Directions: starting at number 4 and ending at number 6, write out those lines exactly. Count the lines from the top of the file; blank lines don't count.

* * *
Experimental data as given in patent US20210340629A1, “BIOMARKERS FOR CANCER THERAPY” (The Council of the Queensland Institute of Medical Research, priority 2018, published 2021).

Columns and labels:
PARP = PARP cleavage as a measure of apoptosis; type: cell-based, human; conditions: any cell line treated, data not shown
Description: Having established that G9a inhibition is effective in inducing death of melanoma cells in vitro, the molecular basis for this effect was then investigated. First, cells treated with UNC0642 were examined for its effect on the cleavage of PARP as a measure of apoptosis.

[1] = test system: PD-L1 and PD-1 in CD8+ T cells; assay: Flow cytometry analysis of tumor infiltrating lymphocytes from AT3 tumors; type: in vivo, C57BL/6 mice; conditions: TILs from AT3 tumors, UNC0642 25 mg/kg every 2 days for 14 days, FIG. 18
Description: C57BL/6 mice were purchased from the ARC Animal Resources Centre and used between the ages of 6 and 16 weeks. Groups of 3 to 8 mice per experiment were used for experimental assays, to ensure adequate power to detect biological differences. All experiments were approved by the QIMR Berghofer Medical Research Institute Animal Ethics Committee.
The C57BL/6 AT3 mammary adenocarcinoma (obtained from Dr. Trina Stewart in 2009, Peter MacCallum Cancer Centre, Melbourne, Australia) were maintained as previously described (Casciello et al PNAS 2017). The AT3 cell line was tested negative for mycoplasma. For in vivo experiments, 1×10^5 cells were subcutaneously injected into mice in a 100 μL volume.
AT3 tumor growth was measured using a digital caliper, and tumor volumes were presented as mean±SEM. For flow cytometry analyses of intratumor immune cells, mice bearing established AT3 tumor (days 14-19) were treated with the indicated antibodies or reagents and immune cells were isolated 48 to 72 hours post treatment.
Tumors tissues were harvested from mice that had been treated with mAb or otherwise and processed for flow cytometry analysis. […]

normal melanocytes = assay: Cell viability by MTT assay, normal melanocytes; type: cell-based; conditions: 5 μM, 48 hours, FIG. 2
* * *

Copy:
Description: Having established that G9a inhibition is effective in inducing death of melanoma cells in vitro, the molecular basis for this effect was then investigated. First, cells treated with UNC0642 were examined for its effect on the cleavage of PARP as a measure of apoptosis.

[1] = test system: PD-L1 and PD-1 in CD8+ T cells; assay: Flow cytometry analysis of tumor infiltrating lymphocytes from AT3 tumors; type: in vivo, C57BL/6 mice; conditions: TILs from AT3 tumors, UNC0642 25 mg/kg every 2 days for 14 days, FIG. 18
Description: C57BL/6 mice were purchased from the ARC Animal Resources Centre and used between the ages of 6 and 16 weeks. Groups of 3 to 8 mice per experiment were used for experimental assays, to ensure adequate power to detect biological differences. All experiments were approved by the QIMR Berghofer Medical Research Institute Animal Ethics Committee.